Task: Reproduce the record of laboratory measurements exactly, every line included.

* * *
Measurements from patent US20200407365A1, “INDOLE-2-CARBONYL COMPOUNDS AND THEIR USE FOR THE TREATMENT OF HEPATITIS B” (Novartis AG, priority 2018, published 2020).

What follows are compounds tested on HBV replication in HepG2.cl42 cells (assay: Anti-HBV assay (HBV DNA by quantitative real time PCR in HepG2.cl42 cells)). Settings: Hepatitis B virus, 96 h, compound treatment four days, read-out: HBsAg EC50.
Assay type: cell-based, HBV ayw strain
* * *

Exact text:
Measurements from patent US20200407365A1, “INDOLE-2-CARBONYL COMPOUNDS AND THEIR USE FOR THE TREATMENT OF HEPATITIS B” (Novartis AG, priority 2018, published 2020).

What follows are compounds tested on HBV replication in HepG2.cl42 cells (assay: Anti-HBV assay (HBV DNA by quantitative real time PCR in HepG2.cl42 cells)). Settings: Hepatitis B virus, 96 h, compound treatment four days, read-out: HBsAg EC50.
Assay type: cell-based, HBV ayw strain